Before I can answer, she starts singing, and dancing. I’m pretty sure I’ve never heard of the singer, or the song. And your guess is as good as my memory about the quality of my dancing. I respond with polite nodding.

We’re nearly at our destination. Two will soon become four again.

Time for one final question. “Are we staying in a fancy hotel?” For her, fancy means free internet.

I tell her it’s where our function is, so it doesn’t need to be fancy. But I’m pretty sure it has wi-fi.

She’s happy with that. Our trip is done. She will soon boast to The Teenager about getting that front seat.

Dads are easily pleased. We love it when our daughters look after us, and ask questions, and fall asleep, and sing songs we’ve never heard of.

When she was little, I’d pull faces at her in the rear view mirror. She’d laugh, every time. That was when she was in the back seat. Now she’s by my side, I’m the one that’s smiling.

Nobody panic. There’s a boyfriend in the room. Just keep him away from your Father.

August 30, 2011

This must be handled carefully.

No need to be silly. A father should remain calm and reasonable.


There’s a boy on the scene. I’m told it could be serious. The real deal.

All this time, I’ve been keeping watch over The Teenager. Doing my best to keep those crazy high school kids in baggy shorts away. Seems my surveillance has been on the wrong daughter.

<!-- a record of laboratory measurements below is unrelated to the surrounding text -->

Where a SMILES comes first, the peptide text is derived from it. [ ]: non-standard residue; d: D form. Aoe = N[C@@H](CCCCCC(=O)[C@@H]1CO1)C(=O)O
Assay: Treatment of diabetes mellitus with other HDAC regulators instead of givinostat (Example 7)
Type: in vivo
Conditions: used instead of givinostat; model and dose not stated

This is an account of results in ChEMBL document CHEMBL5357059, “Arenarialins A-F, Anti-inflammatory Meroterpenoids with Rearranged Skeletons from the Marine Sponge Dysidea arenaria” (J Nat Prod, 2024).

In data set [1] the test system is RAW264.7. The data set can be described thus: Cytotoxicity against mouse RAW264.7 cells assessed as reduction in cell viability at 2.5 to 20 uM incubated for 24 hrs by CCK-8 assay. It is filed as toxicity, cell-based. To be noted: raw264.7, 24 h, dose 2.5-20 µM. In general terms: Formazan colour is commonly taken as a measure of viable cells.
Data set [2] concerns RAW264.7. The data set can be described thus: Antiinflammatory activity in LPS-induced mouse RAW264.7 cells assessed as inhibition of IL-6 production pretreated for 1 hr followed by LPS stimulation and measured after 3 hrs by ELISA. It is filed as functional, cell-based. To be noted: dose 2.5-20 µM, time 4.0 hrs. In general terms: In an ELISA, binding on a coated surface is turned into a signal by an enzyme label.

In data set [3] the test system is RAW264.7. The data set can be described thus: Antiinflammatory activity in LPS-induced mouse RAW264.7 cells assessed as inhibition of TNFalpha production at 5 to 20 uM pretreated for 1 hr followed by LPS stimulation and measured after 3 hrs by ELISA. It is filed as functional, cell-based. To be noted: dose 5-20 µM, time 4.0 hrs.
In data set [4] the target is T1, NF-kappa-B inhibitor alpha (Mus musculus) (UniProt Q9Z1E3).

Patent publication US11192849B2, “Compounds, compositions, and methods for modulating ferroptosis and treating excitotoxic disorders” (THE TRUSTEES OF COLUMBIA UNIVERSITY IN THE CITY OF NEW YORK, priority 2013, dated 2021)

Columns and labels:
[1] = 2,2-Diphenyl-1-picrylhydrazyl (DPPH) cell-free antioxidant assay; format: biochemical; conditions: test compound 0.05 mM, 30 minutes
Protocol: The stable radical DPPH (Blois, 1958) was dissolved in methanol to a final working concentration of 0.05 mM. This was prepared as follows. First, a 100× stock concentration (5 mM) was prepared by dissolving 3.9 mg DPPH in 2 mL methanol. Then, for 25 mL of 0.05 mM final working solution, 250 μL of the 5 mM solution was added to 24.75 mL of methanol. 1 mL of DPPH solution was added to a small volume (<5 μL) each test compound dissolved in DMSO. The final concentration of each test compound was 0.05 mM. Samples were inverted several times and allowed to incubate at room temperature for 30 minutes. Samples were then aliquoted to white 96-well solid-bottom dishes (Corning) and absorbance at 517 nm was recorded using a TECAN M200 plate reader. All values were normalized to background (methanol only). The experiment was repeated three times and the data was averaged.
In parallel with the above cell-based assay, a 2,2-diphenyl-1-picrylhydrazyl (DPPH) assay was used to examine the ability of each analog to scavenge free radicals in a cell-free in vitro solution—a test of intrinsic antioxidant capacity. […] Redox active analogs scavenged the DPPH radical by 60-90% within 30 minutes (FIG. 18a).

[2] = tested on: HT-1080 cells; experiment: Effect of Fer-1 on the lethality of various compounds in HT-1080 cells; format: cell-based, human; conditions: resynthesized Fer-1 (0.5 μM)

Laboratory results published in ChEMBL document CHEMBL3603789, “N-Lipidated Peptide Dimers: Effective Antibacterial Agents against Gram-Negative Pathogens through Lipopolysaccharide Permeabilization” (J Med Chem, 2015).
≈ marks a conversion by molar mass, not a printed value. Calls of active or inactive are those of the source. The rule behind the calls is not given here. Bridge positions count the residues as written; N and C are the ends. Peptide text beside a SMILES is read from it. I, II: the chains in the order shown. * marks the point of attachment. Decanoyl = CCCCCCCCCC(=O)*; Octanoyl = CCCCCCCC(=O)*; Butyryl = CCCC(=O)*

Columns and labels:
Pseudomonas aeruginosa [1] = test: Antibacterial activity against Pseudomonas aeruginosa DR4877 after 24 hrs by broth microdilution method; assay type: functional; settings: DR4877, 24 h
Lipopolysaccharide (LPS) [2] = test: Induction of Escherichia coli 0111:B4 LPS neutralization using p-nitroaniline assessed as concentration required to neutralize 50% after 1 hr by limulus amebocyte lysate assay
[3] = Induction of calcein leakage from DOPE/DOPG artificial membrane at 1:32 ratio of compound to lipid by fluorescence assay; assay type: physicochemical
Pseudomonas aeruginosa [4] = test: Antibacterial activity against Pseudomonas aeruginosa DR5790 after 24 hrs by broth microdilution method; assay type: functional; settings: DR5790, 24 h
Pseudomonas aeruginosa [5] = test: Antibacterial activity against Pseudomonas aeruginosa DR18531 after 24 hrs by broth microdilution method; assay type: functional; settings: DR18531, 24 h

While The Teenager fights them off with a stick and waits for Cody Simpson (young pop singer in baggy shorts) to discover her, the little sister has been growing up.

Yes, Daughter Two has been struck by Cupid.

I know this because she told me. She was very excited about it. So much so that she failed to notice my knees buckle.

The Treasurer, who reads me like a dog-eared book, was expecting such a reaction, and caught me. It’s becoming a habit.

This is not quite the traditional tale of love and romance. More a Grade Six version.

A deal is in place with one of her best friends. The boy’s current girlfriend. But not for much longer.

The lad has declared that he likes Daughter Two instead. So there will be a handover, much like sharing a chocolate muffin at first break.

The ceremony will take place on Friday. Everyone seems quite happy with the arrangement. My head was spinning.

We asked if this had the potential to cause problems with their friendship. No, she said. The other girl is fine. She’s moving on too. Everyone’s a winner.

As I pondered the generosity of the younger generation, I was advised there was a video that I needed to see.